Relevant links:

TWO)  The creationists of the North American Intelligent Design movement who in most cases accept that the Earth and Cosmos are very old. They have, however, raised some interesting and worthy challenges to evolution. (Although I must qualify that by admitting that I'm no biologist). Nevertheless, I believe that the underlying philosophy/theology driving North American ID is flawed; for instead of using their critique of evolution as a basis for enhancing theories of natural history they have by and large opted for a god-of-the-gaps dualism whereby the black-box-intelligence of God makes good what they claim to be failings in evolutionary theory. UD poster V.J. Torley is typical of this breed. This has led them to embrace a culture that is very anti-evolutionary and anti-public-academic-establishment, perhaps even “fighting” alongside YECs and rightwing politico-fundamentalists as allies. They have mostly ended up criticizing science and seldom being constructive. However, having said that I must add that Granville Sewell has recently posted a UD entry where intelligence is acknowledged as a process with a history rather than a catch-all-black-box; this is the first time I have seen something like this, so things might be looking up! But otherwise these creationists have muffed their opportunity in my opinion.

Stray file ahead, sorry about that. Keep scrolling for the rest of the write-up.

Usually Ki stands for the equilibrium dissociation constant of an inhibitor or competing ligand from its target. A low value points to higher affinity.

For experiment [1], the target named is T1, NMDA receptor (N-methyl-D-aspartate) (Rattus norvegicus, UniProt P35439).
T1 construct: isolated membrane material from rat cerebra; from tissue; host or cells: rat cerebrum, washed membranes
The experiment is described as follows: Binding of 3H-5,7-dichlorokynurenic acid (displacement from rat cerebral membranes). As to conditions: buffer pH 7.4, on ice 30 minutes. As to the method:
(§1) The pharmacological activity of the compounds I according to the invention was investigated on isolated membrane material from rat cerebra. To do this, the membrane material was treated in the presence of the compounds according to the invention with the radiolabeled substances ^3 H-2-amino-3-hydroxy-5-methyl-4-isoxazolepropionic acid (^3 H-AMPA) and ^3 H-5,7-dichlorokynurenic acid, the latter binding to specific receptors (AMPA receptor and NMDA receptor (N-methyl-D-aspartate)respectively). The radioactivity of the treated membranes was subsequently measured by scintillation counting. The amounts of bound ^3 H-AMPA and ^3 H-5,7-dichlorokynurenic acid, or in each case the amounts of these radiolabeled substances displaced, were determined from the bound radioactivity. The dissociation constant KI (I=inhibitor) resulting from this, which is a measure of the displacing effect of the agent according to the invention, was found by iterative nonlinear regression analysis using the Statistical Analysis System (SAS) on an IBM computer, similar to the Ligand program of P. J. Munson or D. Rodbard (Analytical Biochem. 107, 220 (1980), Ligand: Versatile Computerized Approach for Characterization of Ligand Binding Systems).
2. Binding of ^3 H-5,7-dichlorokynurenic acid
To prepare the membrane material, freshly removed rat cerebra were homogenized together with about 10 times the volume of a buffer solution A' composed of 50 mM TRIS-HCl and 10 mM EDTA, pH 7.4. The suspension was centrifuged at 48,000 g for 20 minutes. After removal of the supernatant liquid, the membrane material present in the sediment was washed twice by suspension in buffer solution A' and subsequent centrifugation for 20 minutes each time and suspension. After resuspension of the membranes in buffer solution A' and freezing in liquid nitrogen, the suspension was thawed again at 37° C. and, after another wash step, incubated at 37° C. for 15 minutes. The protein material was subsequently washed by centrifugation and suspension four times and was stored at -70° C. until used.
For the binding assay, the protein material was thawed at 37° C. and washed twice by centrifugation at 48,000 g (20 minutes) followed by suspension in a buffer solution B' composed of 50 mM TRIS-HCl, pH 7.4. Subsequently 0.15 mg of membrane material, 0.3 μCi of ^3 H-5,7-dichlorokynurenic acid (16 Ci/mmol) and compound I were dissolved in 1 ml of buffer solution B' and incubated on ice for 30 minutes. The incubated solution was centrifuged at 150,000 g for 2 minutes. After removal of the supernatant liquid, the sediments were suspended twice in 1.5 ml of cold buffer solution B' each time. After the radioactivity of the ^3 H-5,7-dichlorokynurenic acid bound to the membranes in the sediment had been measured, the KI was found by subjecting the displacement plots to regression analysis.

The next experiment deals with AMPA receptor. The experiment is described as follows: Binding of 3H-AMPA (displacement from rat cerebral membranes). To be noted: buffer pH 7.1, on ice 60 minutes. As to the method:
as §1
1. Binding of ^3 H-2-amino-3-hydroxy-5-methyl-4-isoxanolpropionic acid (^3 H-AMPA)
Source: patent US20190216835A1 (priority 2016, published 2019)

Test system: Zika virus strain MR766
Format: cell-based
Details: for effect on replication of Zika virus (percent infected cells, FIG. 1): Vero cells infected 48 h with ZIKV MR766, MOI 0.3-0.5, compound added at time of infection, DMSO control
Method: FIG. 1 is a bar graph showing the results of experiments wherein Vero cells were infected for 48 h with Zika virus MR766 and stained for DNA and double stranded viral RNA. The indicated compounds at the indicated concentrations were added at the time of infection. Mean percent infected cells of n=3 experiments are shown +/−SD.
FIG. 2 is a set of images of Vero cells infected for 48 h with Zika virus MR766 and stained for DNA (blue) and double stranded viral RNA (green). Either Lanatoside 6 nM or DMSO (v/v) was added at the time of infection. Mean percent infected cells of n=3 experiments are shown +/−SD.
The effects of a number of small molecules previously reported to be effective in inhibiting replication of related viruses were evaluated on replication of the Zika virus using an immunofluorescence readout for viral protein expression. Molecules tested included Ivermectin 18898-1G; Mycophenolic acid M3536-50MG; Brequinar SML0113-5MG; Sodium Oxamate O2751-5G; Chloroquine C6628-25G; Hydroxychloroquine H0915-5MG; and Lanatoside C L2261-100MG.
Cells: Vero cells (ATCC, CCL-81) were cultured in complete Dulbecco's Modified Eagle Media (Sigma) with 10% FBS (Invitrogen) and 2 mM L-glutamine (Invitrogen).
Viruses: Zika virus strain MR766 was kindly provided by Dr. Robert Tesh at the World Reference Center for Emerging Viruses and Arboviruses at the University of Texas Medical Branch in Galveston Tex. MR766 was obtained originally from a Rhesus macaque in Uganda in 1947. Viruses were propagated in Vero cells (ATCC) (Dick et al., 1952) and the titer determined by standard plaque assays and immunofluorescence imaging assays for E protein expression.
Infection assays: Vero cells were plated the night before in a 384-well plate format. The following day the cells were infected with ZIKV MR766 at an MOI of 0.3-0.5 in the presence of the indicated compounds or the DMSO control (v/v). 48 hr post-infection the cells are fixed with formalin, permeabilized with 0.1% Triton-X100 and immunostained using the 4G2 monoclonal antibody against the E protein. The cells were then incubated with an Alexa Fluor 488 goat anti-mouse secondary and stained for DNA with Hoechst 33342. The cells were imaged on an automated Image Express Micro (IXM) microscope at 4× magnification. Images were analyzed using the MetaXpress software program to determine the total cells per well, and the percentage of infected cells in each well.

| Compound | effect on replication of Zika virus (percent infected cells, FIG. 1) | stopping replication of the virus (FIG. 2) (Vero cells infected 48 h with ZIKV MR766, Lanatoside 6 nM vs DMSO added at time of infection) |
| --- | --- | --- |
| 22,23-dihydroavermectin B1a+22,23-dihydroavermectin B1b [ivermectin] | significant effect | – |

Relevant links: